Post Syndicated from Bruce Schneier original https://www.schneier.com/blog/archives/2023/06/the-us-is-spying-on-the-un-secretary-general.html
The Washington Post is reporting that the US is spying on the UN Secretary General.
The reports on Guterres appear to contain the secretary general’s personal conversations with aides regarding diplomatic encounters. They indicate that the United States relied on spying powers granted under the Foreign Intelligence Surveillance Act (FISA) to gather the intercepts.
Lots of details about different conversations in the article, which are based on classified documents leaked on Discord by Jack Teixeira.
There will probably a lot of faux outrage at this, but spying on foreign leaders is a perfectly legitimate use of the NSA’s capabilities and authorities. (If the NSA didn’t spy on the UN Secretary General, we should fire it and replace it with a more competent NSA.) It’s the bulk surveillance of whole populations that should outrage us.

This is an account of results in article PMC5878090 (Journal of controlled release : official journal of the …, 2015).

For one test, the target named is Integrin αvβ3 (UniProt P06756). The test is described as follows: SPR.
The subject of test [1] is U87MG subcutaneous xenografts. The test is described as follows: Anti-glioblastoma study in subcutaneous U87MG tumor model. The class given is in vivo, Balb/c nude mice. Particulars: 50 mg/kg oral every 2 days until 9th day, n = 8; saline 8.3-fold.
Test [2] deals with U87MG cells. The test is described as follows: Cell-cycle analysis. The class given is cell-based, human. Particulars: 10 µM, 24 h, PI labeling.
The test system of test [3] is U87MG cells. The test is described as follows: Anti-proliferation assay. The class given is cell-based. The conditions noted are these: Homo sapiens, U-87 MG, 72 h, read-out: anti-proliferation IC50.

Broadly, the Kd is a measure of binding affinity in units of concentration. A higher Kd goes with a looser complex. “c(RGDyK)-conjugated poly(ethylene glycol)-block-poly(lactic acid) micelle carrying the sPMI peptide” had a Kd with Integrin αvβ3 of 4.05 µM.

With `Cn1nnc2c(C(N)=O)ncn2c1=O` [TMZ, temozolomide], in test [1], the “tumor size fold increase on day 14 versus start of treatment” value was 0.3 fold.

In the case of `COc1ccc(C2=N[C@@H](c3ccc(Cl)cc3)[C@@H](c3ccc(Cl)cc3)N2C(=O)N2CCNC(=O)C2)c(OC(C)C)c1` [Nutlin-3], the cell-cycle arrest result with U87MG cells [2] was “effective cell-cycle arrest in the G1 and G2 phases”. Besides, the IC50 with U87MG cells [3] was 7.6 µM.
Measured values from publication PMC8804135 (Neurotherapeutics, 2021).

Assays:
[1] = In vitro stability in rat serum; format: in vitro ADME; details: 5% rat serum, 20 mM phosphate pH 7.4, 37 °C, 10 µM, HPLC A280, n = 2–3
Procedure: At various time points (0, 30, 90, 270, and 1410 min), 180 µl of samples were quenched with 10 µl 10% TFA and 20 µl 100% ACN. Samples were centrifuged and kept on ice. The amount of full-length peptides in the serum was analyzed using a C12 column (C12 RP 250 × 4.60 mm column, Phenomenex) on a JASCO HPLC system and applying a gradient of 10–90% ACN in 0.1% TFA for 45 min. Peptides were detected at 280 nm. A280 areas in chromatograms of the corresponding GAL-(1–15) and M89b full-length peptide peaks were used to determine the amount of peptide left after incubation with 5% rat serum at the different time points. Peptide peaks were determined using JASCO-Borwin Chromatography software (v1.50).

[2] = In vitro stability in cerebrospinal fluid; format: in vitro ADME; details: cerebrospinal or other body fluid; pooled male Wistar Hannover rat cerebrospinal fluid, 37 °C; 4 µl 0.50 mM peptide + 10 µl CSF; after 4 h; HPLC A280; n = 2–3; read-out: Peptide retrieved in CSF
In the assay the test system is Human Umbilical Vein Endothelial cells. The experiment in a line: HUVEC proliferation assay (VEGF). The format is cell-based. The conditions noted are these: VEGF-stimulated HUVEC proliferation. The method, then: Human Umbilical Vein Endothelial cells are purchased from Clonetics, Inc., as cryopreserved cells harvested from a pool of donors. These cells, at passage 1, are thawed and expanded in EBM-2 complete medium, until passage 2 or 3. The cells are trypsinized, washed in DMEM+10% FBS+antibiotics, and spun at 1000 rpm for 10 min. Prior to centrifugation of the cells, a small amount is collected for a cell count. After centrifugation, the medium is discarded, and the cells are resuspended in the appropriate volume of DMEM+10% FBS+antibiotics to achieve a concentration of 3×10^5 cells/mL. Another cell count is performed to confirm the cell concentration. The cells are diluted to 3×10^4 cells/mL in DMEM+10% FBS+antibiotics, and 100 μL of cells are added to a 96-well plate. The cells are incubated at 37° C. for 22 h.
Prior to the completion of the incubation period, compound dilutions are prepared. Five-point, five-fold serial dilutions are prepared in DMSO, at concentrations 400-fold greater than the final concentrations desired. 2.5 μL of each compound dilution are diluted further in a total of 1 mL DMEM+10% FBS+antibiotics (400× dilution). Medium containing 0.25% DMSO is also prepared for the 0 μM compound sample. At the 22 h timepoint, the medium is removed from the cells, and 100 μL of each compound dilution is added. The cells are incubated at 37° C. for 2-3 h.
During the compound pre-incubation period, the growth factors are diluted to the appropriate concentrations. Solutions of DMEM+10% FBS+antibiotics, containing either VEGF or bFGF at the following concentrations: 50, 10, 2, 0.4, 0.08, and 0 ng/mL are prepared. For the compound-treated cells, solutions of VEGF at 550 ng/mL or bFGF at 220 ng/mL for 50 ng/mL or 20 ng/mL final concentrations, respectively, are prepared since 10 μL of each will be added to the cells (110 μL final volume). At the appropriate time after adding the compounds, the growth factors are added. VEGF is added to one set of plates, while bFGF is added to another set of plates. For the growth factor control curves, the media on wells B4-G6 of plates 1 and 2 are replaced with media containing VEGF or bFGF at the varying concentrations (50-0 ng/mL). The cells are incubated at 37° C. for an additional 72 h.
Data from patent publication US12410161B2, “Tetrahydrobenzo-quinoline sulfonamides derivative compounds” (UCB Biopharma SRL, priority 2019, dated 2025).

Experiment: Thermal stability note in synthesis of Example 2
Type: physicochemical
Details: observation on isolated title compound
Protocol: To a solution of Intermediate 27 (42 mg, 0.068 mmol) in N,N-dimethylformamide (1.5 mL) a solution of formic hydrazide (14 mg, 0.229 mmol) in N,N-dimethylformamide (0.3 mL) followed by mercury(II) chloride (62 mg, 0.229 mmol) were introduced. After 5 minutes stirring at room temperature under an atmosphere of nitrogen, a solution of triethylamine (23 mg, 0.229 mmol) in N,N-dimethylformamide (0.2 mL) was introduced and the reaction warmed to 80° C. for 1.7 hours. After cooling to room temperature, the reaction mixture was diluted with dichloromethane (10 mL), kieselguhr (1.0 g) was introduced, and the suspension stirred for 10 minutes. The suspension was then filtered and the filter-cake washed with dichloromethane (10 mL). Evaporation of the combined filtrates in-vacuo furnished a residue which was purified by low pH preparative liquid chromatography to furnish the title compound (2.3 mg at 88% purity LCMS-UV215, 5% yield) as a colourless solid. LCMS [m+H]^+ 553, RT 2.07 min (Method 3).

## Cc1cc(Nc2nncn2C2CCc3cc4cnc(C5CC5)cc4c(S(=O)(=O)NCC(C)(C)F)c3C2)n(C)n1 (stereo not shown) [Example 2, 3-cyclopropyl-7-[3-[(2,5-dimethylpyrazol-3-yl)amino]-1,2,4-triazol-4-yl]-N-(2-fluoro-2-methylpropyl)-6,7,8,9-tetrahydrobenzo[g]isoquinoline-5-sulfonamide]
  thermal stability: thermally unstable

Post Syndicated from Bruce Schneier original https://www.schneier.com/blog/archives/2023/03/russian-cyberwarfare-documents-leaked.html
Now this is interesting:
Thousands of pages of secret documents reveal how Vulkan’s engineers have worked for Russian military and intelligence agencies to support hacking operations, train operatives before attacks on national infrastructure, spread disinformation and control sections of the internet.
The company’s work is linked to the federal security service or FSB, the domestic spy agency; the operational and intelligence divisions of the armed forces, known as the GOU and GRU; and the SVR, Russia’s foreign intelligence organisation.
Lots more at the link.